Glasgow Famine memorial plans continue amid concerns from Irish group


Irish Heritage Foundation claims that plans have been made without proper consultation

PLANS to develop Scotland’s first Famine Memorial are continuing – amid concerns from one of the country’s main Irish organisations.

Over a million people were forced to emigrate from Ireland due to the Great Famine of the 1840s. About 100,000 Irish came to Glasgow while tens of thousands also arrived in the city from Scotland’s Highlands and islands due to the blight.

In 2012, Glasgow City Council announced plans to build a permanent memorial to all those who settled in the city after the famine.

However, the progress of the plans have been questioned by the Irish Heritage Foundation (IHF), a group set up to “promote and celebrate Irish heritage and culture in Scotland”.

“For me the problem has been the process,” said Isabelle Gray, development manager at the IHF. “There has been no actual involvement of the Irish or Highland community”.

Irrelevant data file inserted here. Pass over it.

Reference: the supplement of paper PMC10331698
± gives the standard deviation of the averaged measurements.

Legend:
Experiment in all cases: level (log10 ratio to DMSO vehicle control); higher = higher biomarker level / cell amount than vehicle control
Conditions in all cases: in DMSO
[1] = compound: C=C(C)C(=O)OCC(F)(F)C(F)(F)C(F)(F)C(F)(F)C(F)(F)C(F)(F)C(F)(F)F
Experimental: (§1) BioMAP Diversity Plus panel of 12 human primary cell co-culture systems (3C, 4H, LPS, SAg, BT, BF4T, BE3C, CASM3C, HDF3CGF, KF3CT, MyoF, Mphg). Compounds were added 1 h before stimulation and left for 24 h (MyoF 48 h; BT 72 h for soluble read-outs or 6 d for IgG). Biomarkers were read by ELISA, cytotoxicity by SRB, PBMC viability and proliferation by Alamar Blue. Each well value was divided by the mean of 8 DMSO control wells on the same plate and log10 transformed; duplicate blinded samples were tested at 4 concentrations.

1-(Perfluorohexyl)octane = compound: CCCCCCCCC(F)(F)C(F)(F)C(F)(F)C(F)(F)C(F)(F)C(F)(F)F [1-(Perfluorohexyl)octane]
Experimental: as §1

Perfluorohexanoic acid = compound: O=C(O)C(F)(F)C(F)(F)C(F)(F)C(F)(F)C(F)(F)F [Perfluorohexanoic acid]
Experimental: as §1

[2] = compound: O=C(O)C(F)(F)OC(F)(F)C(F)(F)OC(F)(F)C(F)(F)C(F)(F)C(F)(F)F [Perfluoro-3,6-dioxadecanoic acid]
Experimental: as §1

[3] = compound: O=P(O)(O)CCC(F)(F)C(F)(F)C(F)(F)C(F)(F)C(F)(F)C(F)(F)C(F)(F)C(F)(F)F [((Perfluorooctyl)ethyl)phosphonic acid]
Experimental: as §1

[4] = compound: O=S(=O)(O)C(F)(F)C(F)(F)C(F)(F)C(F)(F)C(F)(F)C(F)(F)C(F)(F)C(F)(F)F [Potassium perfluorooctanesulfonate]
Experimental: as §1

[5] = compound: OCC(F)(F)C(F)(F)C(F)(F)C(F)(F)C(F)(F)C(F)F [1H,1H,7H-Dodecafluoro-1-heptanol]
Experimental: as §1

Following a consultation with various Glasgow school students, it was decided that the memorial will take the form of a path in Glasgow Green. An artist has been appointed to take these plans forward.

However, Gray told CommonSpace that this plan was “lacking in sensitivity”.

“Glasgow wouldn’t be the city it is without the people that came here and we need a memorial that is fitting of that”

“If it’s going to be a path that tells the story, where is the story going to be? Are we going to be walking over the history?” said Gray. “Glasgow wouldn’t be the city it is without the people that came here and we need a memorial that is fitting of that.”

SNP councillor Feargal Dalton, who moved the initial motion, said that the Famine “had an undeniable long term impact on Glasgow and its culture and its heritage”.

Dalton stressed that the memorial will be a “significant event”.

The councillor for Partick West continued: “Glasgow nowadays is a friendly, welcoming city. It always shows a lot of solidarity with people suffering hardship internationally and within our own country. A lot of that stems from the legacy of people coming over and having to survive.”

To date there are more than 100 memorials to the Great Famine worldwide. The density of Irish migration to Glasgow at that time was comparable to anywhere else in the world.

As part of plans around the Famine memorial, there is set to be a public meeting with renowned historian Professor Tom Devine to take place on 5 March at Glasgow City Chambers.

Picture courtesy of Teri